Woman have been locked out, or at least badly underrepresented, in IT for years. And not just from the corner office, but in every job from janitor to the science- and engineering-related positions that make up the vast bulk of good-paying jobs in the technology industry.
That's finally changing -- in a significant way. For the first time in at least a decade, a majority of the jobs created in technology so far this year have been filled by women, according to data collected by the U.S. Bureau of Labor Statistics.
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During the first nine months of 2013, a total of 39,000 jobs were created in what the government calls "computer systems design and related services." Of those a bit more than 60 percent went to women, compared to just 34 percent for all of 2012. Over the last 10 years, the average proportion of women hired to fill new jobs in the sector -- there were about 534,000 -- was just 30.8 percent.
Along with the good news (for those who believe in gender equality), the report raises a number of questions: Is this year simply an outlier, or does it represent the beginning a significant trend? It's also impossible to tell from the data which occupations (technical versus nontechnical) have changed the most, though it seems unlikely that a large percentage of those new jobs, particularly in startups, are merely in supporting roles. An oddity in the data is that the number of women hired is about the same as in previous years, whereas the number of men is much lower -- it's not clear why fewer men were hired, and why the number of women hires has remained steady.
"Is this really positive change? It's too early to say," says Elizabeth Ames of the Anita Borg Institute, an advocacy group for women in tech. "But we are seeing more awareness of the issue and seeing leaders in the technology business realize it is an imperative to bring women into tech workforces."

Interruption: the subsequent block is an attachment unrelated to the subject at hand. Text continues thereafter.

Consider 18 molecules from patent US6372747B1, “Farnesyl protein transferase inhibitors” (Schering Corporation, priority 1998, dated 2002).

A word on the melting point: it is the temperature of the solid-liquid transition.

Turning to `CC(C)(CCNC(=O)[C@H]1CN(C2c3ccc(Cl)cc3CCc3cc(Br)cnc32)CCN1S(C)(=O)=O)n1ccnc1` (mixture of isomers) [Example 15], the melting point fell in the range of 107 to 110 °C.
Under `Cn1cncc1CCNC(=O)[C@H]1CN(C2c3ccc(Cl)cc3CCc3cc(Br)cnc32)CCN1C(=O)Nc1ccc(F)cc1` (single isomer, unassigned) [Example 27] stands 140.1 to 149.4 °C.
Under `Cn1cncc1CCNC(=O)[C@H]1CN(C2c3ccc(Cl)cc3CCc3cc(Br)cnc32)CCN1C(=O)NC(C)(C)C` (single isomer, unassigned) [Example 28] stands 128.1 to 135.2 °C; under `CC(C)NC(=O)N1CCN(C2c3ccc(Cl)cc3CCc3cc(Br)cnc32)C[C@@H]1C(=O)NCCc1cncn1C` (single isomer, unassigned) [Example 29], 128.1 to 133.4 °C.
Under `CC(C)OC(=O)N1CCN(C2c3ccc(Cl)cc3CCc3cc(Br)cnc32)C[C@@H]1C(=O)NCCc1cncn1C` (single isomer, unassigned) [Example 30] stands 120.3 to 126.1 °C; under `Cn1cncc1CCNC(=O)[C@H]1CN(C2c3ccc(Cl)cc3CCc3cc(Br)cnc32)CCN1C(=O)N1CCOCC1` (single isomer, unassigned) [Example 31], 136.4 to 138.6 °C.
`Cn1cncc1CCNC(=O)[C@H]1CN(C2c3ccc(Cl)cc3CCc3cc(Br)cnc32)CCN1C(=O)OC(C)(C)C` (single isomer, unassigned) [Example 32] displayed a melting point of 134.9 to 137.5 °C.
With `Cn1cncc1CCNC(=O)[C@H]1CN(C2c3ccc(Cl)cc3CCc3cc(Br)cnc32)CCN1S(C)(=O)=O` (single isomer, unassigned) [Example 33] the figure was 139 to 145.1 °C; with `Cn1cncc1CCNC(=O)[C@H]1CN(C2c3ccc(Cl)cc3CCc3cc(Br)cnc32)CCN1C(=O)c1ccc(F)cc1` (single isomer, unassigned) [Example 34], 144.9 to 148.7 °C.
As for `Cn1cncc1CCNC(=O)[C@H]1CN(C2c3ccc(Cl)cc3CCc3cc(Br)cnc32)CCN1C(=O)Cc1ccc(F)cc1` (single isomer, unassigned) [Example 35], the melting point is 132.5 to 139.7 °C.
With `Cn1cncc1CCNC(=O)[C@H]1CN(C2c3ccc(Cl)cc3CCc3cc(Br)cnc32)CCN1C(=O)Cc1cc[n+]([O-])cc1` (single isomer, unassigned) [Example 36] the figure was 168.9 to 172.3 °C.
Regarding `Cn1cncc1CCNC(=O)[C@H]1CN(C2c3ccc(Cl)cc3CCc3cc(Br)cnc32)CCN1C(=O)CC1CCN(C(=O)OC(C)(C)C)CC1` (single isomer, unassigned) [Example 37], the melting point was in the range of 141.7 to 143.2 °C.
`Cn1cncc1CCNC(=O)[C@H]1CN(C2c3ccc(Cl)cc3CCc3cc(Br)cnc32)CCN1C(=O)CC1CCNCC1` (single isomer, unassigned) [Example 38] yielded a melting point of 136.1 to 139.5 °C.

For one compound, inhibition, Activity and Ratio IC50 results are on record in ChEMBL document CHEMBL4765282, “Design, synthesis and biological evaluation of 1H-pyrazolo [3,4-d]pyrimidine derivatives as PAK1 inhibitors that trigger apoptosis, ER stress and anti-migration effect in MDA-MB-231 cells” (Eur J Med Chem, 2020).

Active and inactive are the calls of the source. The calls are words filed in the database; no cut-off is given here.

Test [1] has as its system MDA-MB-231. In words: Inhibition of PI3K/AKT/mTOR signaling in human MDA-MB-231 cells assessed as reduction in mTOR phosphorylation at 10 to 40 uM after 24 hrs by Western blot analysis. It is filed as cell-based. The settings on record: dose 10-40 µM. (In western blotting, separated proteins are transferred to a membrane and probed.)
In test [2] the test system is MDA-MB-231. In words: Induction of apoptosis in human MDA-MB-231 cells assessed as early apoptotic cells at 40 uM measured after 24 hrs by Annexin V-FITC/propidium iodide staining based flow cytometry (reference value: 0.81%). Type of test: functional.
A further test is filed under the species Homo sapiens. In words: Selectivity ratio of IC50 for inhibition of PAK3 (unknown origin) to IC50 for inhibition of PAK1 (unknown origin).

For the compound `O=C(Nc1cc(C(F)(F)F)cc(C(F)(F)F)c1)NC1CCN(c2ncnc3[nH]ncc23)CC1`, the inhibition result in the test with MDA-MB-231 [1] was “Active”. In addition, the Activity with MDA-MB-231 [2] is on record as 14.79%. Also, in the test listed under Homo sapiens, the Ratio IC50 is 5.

The tech boom may have made a difference
It's probably not a coincidence that the apparent shift toward equality comes at a time when unemployment in the tech industry is quite low, averaging 3.65 percent through October of this year, compared to 7.5 percent for the economy as a whole.
Although I don't believe that vast numbers of tech jobs are going begging or that colleges and universities are not churning out enough STEM grads, it's obvious that employers -- whether they are "progressive" on gender issues or not -- can no longer afford to ignore half the population.
Along with overall employment in the industry, I used the number of jobs listed on Dice.com, one of the largest tech job boards, to get a sense of the employment picture. Dice has been advertising an average of nearly 83,000 positions all year, about half of which are full-time, and 35 percent are posted by employers seeking contractors. Most of those positions stay on the board for about 14 days, says Dice spokeswoman Jennifer Bewley.
Although the BLS data set doesn't include the entire tech industry, it includes much of it -- and its data indicates strong job growth. There were just under 89,000 new jobs recorded in 2011, and about 85,000 in 2012. But job growth this year will probably be weaker; just 39,000 jobs were created in the first nine months of 2013. (Thanks to Dice for doing the heavy lifting of combing through BLS tables to extract the data on women's job gains.)